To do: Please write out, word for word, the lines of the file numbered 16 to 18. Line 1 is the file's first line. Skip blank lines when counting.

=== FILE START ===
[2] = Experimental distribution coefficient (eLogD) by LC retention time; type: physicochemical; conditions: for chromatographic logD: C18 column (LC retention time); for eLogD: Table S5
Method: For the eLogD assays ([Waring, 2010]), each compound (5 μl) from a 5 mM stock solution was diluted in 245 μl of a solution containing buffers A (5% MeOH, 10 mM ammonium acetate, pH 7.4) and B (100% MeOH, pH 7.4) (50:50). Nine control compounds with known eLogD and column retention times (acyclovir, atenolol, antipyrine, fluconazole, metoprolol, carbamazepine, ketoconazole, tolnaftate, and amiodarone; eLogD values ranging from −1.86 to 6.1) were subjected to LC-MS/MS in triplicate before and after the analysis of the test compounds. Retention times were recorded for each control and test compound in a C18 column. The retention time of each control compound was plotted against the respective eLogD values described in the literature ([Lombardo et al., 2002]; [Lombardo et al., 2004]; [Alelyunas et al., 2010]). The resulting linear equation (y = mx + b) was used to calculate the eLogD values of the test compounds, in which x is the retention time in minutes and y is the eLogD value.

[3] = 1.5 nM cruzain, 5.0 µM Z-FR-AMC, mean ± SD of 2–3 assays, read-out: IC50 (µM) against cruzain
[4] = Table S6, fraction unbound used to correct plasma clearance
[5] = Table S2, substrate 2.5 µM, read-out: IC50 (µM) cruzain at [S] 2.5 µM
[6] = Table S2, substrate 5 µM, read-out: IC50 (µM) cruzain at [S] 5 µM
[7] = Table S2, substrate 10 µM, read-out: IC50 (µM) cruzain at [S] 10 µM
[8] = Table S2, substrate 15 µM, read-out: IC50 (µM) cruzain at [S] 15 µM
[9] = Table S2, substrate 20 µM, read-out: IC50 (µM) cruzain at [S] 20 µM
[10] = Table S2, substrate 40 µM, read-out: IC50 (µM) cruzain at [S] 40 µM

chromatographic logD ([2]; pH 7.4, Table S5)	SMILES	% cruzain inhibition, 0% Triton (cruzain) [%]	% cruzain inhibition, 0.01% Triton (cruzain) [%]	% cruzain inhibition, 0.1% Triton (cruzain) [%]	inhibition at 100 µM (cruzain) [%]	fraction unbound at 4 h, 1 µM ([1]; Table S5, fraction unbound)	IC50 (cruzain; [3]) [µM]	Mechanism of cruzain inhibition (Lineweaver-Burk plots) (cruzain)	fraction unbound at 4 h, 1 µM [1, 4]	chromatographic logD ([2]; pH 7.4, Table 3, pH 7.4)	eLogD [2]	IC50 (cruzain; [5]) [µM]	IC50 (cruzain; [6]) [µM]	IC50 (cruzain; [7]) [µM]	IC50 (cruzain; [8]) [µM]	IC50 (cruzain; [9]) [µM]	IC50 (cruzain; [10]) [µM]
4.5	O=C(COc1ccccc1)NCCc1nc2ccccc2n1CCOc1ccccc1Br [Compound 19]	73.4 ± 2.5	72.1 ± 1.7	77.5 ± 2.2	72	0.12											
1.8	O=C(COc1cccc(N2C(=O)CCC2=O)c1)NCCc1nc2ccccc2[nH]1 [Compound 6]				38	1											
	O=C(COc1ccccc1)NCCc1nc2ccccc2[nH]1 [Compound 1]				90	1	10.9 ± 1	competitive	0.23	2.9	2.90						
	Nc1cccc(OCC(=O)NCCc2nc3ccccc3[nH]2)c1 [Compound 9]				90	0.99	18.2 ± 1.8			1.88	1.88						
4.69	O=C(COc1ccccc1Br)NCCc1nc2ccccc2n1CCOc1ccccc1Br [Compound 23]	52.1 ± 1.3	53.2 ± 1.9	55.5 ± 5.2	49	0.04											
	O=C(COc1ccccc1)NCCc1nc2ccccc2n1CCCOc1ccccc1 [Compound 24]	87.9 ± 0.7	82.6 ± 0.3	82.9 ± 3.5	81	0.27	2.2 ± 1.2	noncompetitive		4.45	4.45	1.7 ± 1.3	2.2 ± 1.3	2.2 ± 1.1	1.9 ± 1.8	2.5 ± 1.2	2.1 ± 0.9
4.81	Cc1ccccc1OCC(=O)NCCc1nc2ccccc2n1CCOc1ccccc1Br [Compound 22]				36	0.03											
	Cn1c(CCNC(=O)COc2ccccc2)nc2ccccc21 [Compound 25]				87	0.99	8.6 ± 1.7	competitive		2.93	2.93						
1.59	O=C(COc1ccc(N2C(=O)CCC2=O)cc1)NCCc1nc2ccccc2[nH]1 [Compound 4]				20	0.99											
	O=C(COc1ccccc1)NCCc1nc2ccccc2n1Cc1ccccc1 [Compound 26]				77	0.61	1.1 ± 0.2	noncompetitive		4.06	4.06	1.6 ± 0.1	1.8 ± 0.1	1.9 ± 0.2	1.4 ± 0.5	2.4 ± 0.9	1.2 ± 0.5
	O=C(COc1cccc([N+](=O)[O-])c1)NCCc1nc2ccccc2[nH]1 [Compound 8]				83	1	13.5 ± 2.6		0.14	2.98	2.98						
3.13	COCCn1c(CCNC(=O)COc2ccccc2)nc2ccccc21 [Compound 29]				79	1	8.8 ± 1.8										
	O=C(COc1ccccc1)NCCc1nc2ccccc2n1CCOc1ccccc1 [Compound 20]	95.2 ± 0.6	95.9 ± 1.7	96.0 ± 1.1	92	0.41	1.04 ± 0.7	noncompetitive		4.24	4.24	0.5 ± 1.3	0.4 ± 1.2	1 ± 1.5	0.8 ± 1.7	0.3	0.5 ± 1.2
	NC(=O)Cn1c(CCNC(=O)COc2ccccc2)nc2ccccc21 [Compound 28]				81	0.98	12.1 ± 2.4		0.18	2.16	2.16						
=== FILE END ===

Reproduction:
4.69	O=C(COc1ccccc1Br)NCCc1nc2ccccc2n1CCOc1ccccc1Br [Compound 23]	52.1 ± 1.3	53.2 ± 1.9	55.5 ± 5.2	49	0.04											
	O=C(COc1ccccc1)NCCc1nc2ccccc2n1CCCOc1ccccc1 [Compound 24]	87.9 ± 0.7	82.6 ± 0.3	82.9 ± 3.5	81	0.27	2.2 ± 1.2	noncompetitive		4.45	4.45	1.7 ± 1.3	2.2 ± 1.3	2.2 ± 1.1	1.9 ± 1.8	2.5 ± 1.2	2.1 ± 0.9
4.81	Cc1ccccc1OCC(=O)NCCc1nc2ccccc2n1CCOc1ccccc1Br [Compound 22]				36	0.03											